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Say farewell to stressful report cards
It is natural for parents to want to see their child excel. They want to see that their child is blossoming at school in all aspects, from behavioral to social and from academic to athletic. However, there may come a time when their child’s performance at school does not quite reach these expectations. This may be why quarterly progress reports and report cards can be stressful for all involved--and that time is fast upon us! Just in case, it is always nice to have a plan ready to go so you can help your child out based on what you see.
First Stage - How are you feeling?
Fast forward to the day you receive the report card where you see something concerning. It is understandable that you are upset or disappointed. Your knee-jerk reaction might be to try to talk to your kid or ask questions. However, fight that urge. The very first thing you must do in handling the situation is settle your own emotions. Clear your thoughts.
You do not want to go to your child looking upset or angry, so take a breather. Any negative emotion you express can be picked up by your child, make them feel bad, and worsen the situation. Take some time to let those feelings settle down because you will want to be rational and ensure your child feels comfortable talking to you in the next steps.
Now that you have collected yourself and cleared your mind, let’s tackle the problem!
Second Stage - What are these expectations?
You and your child have to be on the same page regarding standards. If you believe a B is bad but the child believes a B is great, there is a natural disconnect that will have to be settled before you move onto the next steps. Communication will be key throughout this whole process.
Before you go to your child, you should think about your own expectations. What had you expected or wanted to see in the report card? Then, figure out if your concern is actually something to be concerned about. The best way to do this is to speak with professionals, other parents, or the teachers themselves. Were your expectations too high? Were they unrealistic? Should you be patient? This is important to gauge as the problem might actually be the expectations.
After deciding your expectations were reasonable and you want to continue addressing your disappointments, approach your child. What did your child expect? Did they have any goals in mind, and if so, did these results match their own goals? At this junction, you can reveal what you had hoped to see, and then work together to figure out what standards or expectations seem right at this time for your child.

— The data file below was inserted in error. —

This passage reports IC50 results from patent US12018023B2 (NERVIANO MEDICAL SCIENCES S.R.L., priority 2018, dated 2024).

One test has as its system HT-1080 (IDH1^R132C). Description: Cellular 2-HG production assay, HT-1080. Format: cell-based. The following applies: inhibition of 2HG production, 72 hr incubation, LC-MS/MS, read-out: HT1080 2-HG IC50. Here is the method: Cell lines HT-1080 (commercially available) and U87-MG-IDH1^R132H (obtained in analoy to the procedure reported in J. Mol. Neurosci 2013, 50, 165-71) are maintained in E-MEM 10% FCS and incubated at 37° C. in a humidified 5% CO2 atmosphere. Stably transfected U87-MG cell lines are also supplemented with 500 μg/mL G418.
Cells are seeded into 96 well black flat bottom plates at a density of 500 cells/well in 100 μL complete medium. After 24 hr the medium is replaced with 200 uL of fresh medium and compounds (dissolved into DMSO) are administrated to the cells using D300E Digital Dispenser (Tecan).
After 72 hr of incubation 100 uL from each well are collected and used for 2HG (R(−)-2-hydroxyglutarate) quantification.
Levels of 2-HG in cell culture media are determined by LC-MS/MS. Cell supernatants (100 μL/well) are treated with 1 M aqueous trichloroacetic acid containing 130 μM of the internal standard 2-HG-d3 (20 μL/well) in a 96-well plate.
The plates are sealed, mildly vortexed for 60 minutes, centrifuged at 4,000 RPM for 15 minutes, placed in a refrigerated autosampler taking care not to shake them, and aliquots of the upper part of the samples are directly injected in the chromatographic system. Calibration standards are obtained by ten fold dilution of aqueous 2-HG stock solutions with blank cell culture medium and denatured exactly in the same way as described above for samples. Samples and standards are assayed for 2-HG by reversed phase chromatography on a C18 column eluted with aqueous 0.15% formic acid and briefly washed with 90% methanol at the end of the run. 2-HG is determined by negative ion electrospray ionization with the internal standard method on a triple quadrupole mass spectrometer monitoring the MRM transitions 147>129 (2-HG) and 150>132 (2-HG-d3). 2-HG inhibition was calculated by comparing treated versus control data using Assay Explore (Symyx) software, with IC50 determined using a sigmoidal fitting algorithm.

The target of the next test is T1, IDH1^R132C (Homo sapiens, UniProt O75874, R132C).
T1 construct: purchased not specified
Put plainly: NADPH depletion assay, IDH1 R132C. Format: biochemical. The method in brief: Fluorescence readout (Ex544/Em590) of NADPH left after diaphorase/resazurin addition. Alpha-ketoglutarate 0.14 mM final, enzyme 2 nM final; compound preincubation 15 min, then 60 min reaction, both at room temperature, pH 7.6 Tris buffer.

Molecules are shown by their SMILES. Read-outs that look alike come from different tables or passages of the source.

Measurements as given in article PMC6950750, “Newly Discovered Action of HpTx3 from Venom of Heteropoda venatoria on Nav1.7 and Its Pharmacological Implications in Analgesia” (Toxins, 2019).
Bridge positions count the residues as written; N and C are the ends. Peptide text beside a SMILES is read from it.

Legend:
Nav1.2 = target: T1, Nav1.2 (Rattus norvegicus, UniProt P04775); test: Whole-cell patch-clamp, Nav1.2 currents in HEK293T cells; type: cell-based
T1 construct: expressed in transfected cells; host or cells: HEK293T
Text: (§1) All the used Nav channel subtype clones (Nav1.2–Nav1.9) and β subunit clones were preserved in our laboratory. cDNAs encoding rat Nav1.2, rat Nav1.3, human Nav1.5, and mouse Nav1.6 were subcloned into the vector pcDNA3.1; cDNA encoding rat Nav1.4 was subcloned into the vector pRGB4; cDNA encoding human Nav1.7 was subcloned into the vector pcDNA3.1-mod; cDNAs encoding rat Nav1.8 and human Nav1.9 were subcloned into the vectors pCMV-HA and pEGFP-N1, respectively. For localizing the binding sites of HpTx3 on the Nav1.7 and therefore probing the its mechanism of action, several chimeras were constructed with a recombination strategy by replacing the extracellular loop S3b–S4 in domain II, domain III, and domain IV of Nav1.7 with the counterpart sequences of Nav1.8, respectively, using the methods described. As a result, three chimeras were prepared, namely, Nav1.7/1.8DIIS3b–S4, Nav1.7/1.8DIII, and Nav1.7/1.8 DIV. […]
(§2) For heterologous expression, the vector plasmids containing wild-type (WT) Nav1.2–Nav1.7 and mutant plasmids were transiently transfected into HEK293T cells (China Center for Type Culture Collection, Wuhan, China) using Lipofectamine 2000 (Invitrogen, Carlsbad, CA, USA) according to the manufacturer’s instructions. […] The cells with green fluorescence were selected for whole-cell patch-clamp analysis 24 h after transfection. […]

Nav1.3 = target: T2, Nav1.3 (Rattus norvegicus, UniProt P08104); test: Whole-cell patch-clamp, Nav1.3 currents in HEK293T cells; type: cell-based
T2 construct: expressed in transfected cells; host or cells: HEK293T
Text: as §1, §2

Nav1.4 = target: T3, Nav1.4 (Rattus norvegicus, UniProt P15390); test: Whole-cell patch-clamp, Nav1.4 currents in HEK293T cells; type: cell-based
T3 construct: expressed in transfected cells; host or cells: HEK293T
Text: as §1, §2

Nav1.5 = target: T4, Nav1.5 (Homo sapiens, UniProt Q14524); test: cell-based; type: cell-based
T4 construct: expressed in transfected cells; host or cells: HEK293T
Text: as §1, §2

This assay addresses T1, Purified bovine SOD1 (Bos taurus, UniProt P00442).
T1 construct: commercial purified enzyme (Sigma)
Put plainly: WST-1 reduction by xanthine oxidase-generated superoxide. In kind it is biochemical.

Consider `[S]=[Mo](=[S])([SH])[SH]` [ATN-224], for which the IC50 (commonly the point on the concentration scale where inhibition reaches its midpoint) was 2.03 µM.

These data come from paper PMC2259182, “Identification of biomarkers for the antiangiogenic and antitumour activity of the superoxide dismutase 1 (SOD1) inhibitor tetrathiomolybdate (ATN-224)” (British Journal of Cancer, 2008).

Third Stage - What is the problem?
After making sure you and your child are on the same page and both of you want to see improvement in the next report card, you have to pinpoint the issue at hand. This involves talking to your child and their teachers.
Talk to your child to see what they are struggling with. They might lack motivation or have difficulty grasping concepts, so they do not like studying for a particular class. Sometimes, students do not understand why they are having a hard time. Maybe your child does not understand how they are being graded.
Either way, it is wise to talk to the involved teacher, as well. You could ask for their insight or clarification on the issues they have seen in the classroom. Simply speaking to the teacher might open your eyes to a problem. For example, you might know that your child is more of a hands-on learner and realize from talking to the teacher that hands-on learning is harder in a classroom with thirty kids.
Fourth Stage - What is the solution?
There will not be an end-all-be-all solution, but you can certainly take steps to help your child do better the next time around. After figuring out what the issues or causes may be, you can collaborate with the child and teachers to create a plan for the expectations that you and your child agreed on in the first stage. Plans can include extra reading assignments or adjusting certain things, such as how concepts are explained.
You can also assist with homework and studying. Figure out a method for studying that works for your child. Some children simply need extra care and attention, so you could seek outside help, like extra after-school hours with the teacher or a personalized learning program at the nearest JEI Learning Center.
You may have to get creative, as well as revisit previous stages to figure out what works. Be patient, trust in the process, and communicate!
If you want more in-depth help, feel unsure about the problems to address, or would like to see a better report card, you can always visit the nearest JEI Learning Center. We have a whole system for helping children find the study habits and environment that work for them. With us, your child can improve study habits, build fundamentals, refine weaker skills, all while working at their own pace. Your child can take a Diagnostic Test and you can talk with the Director about what steps to take based on the results.
Otherwise, remember to stay calm and show encouragement toward your child as you both figure out a way to be happier with the progress report or report card in the next quarter! There is nothing to stress or feel discouraged about. Once you get a good handle on what you need to do, you can trust that your expectations will eventually be met. Say farewell to stressful report cards!